The evolution of the ETF industry has spawned numerous vehicles that offer an opportunity for investors to tap into core asset classes with a twist. One such product that splashed onto the scene in early 2014, which warrants a closer look under the hood, is the PowerShares International BuyBack Achievers Portfolio (IPKW ).
Inside IPKW's Strategy
IPKW builds off the success of an existing PowerShares product, the BuyBack Achievers ETF (PKW ), which has amassed more than $2.7 billion in assets under management since launching at the end of 2006. IPKW differs in that it offers an international twist on the buyback strategy made popular by PKW.
The buyback-focused strategy employed by both PowerShares ETFs is quite straightforward: in order for a security to become eligible for inclusion in the underlying basket of holdings, the company must have repurchased at least 5% or more of its outstanding shares over the trailing 12-month period. In essence, this type of strategy looks to focus on equities with a shrinking supply given that it includes only those who have seen their number of shares outstanding decrease by a meaningful amount or more over the past year.
While share buybacks are a much debated topic in the investment world, it’s undeniable that those companies that are more aggressive in repurchasing their own stock increase the odds of price appreciation for their shareholders.
Considerations on IPKW's Performance
IPKW tracks a basket of foreign equities with a major tilt towards securities from developed markets. As such, this ETF can be expected to trade alongside broad-based equity benchmarks, more specifically the MSCI EAFE Index.
Because of its strategy, IPKW’s underlying portfolio is inevitably much more concentrated than that of a broad-based fund like the iShares MSCI EAFE ETF (EFA ). Thus far, this approach has resonated well for the ETF as it has managed to outperform its broader counterpart, EFA, since its launch in early 2014.
Consider the performance comparison chart below for these two ETFs:
Despite managing to outperform EFA over the past year, IPKW can be expected to trade in-line with other major foreign equity indexes over longer periods of time.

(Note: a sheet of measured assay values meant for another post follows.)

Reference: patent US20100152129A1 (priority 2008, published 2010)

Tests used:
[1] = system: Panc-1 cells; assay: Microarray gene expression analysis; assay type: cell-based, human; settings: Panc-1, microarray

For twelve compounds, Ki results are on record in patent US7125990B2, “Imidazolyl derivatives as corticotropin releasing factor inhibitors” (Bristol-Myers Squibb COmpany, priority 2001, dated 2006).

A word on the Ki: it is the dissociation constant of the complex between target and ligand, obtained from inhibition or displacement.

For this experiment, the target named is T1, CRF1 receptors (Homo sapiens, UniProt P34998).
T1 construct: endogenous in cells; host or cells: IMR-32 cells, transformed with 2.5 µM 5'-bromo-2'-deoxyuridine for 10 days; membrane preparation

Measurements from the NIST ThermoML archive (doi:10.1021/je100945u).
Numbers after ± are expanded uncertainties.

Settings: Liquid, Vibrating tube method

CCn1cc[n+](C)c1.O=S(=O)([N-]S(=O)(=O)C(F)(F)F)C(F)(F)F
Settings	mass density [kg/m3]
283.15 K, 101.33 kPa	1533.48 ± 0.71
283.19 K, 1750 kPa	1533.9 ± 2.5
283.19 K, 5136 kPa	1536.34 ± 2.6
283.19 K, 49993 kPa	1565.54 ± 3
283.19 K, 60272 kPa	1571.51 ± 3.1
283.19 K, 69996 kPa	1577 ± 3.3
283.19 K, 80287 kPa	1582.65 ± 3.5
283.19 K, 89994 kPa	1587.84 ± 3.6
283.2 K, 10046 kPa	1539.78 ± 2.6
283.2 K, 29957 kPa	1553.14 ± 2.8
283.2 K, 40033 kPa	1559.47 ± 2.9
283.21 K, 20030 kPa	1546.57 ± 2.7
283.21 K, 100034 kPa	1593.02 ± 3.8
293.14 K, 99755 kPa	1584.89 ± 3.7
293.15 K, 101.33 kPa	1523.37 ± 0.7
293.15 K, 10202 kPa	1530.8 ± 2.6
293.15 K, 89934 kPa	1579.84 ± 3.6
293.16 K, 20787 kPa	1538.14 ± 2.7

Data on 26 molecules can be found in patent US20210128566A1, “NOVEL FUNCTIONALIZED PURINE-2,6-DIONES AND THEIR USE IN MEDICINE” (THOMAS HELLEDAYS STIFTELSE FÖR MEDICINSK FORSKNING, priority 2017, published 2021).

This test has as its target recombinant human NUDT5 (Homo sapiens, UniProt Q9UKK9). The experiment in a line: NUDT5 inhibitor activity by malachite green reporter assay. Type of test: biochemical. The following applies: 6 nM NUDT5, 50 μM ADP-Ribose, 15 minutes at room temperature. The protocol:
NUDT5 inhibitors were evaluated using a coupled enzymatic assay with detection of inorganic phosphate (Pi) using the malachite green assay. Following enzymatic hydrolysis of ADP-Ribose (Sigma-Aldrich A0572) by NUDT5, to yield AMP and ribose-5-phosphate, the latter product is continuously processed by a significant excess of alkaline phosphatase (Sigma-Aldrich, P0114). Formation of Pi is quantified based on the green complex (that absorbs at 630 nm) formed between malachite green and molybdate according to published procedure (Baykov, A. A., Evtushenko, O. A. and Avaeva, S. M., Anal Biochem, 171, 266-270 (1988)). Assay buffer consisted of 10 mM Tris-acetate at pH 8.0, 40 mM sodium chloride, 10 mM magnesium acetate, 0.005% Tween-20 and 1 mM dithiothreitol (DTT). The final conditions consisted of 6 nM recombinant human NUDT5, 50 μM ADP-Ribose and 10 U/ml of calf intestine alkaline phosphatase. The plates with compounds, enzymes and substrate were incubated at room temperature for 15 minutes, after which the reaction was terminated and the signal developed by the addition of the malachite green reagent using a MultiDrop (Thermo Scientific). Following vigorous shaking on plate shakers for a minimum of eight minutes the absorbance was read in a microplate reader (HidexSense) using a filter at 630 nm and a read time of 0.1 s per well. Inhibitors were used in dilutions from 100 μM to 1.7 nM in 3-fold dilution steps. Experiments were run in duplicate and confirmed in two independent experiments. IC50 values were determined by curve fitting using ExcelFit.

How to Use IPKW in a Portfolio
It’s difficult to say exactly whether IPKW is more of a core or a tactical holding. For starters, this ETF does offer exposure to a core asset class: foreign equities, primarily from developed nations. On the other hand, it taps into this core asset class with a twist, resulting in a much more concentrated portfolio than similar broad-based instruments that also target foreign stocks.
Those who believe in the merits of the buyback-focused strategy will consider this ETF an excellent core holding in their portfolio; in fact, this is the only ETF of its kind aside from PKW that is focused exclusively on domestic securities. However, for more cost-conscious investors, this ETF is less-than-ideal because it boasts an above-average expense ratio for its category, and as such, is likely best characterized as a tactical holding.
The Bottom Line
IPKW builds off the success of its predecessor PKW, which popularized the buyback strategy in the ETF wrapper. For anyone looking to tap into overseas equity markets, but wishes to stray away from traditional broad-based funds, this ETF certainly warrants a closer look under the hood. As always, be sure to do your own homework to determine whether or not this ETF fits into your overall strategy before making an allocation.
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Disclosure: No positions at time of writing.